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Trump Executive Order to Expedite Project Approvals

With the stated goal of helping boost the post-coronavirus economic recovery, President Trump on June 4 issued an Executive Order intended to expedite the federal approval process for major infrastructure projects. Using the emergency authority built into the National Environmental Policy Act (NEPA) and other relevant laws, “Economic Recovery from the COVID-19 Emergency by Expediting Infrastructure Investments and Other Activities” seeks to put people back to work by getting transportation, energy, and other big construction projects underway as quickly as possible.

This effort comes on the heels of an equally sweeping May 19 Executive Order on regulatory relief, which resembled CEI’s #NeverNeeded campaign. This Executive Order solicited from each federal agency candidates for regulations to revise or repeal in order to reinvigorate the economy. Similarly, the latest Executive Order calls upon agency heads to find major projects currently under consideration—a process that takes 4.5 years on average—that can be approved immediately based on the analysis and review already conducted.

To be expected, environmental groups have raised undue alarms that the Executive Order is an environmental rollback. However, it should be noted that any and all approved projects, once up and running, will still have to comply with the substantive requirements of the Clean Air Act, Clean Water Act, and other applicable environmental statutes—including many excessively stringent ones. The only change is that these projects won’t have to wait for several more years to get approved.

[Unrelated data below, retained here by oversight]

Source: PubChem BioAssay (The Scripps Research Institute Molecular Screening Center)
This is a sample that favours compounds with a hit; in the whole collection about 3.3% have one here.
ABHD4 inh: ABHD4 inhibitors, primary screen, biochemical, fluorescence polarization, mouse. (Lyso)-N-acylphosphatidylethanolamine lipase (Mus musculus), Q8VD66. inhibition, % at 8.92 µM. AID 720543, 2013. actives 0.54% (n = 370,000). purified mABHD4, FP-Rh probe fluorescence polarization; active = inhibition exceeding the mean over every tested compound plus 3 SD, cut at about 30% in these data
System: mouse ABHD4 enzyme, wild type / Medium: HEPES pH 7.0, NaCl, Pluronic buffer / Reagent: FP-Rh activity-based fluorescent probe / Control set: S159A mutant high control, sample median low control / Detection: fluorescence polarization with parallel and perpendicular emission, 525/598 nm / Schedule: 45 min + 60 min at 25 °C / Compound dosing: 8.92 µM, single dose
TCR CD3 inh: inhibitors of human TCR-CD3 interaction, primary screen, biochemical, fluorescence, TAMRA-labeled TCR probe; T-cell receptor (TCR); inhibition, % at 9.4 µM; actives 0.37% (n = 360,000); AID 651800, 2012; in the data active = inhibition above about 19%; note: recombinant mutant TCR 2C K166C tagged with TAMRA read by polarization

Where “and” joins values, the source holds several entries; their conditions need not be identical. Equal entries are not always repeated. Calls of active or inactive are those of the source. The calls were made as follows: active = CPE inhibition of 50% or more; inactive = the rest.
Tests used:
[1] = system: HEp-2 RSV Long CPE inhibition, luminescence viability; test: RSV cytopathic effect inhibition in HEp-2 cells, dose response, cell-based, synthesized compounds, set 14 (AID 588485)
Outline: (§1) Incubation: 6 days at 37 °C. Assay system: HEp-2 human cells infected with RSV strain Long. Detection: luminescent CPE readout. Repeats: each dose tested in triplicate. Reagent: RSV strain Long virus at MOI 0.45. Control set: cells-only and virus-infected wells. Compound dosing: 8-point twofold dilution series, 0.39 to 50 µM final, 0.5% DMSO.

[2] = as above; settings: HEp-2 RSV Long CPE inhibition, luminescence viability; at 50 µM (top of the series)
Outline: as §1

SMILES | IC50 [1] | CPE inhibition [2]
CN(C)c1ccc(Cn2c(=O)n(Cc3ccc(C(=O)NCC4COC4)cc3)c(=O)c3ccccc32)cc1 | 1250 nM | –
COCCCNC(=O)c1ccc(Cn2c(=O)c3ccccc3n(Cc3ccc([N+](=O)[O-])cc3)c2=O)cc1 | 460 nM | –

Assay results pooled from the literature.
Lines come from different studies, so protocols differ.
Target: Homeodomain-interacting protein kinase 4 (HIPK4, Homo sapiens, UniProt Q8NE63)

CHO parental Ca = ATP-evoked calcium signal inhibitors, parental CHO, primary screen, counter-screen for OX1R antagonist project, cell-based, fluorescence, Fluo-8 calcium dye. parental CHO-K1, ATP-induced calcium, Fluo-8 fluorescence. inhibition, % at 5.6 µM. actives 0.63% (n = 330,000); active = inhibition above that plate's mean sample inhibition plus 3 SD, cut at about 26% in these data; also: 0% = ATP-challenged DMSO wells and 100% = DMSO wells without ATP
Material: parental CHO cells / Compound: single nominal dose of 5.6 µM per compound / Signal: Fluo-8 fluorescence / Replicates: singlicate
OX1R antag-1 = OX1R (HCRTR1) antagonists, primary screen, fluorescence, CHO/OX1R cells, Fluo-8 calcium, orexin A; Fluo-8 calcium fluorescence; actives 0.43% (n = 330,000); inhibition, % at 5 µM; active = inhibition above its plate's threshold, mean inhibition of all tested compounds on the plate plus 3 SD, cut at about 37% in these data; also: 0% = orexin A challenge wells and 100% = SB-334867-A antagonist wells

In the case of energy infrastructure projects like natural gas pipelines, expedited approval could deliver two important benefits—the construction jobs building such pipelines can happen sooner, when the jobs are most needed; and the affordable energy provided by such projects can start benefitting homeowners and businesses earlier than otherwise. Several such projects have been held up by some states as a sort of back door climate policy, but this Executive Order (as well as other measures like the recent Clean Water Act section 401final rule) could help prevent such climate-related obstructionism.

Project opponents still hold some cards, namely litigation. For one thing, the administration will have to demonstrate to a federal court that the statutory emergency provisions were properly applied to the project at issue. Win or lose, litigation will slow things down.

Nonetheless, this Executive Order, along with other recent executive orders and final rules, represents perhaps the most ambitious effort of any administration to roll back federal red tape to strengthen the American economy.